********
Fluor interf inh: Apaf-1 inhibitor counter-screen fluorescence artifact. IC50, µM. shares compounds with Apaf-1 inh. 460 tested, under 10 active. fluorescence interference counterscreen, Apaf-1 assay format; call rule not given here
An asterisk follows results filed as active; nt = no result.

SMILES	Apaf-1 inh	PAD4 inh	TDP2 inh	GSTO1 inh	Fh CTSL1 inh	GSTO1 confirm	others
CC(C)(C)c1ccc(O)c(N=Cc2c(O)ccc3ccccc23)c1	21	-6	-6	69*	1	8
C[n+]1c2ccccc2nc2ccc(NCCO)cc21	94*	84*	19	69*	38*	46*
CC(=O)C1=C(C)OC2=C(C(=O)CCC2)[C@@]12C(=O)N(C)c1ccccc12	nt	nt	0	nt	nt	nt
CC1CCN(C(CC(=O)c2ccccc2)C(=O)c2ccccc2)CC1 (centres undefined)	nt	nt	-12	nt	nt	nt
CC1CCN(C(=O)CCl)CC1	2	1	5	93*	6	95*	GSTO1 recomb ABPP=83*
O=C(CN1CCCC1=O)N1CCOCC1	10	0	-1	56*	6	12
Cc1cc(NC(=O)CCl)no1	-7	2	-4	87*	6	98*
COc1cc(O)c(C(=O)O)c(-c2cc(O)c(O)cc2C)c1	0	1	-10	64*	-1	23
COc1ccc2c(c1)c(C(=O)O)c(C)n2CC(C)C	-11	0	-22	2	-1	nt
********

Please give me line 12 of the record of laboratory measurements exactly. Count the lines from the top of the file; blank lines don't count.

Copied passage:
COc1ccc2c(c1)c(C(=O)O)c(C)n2CC(C)C	-11	0	-22	2	-1	nt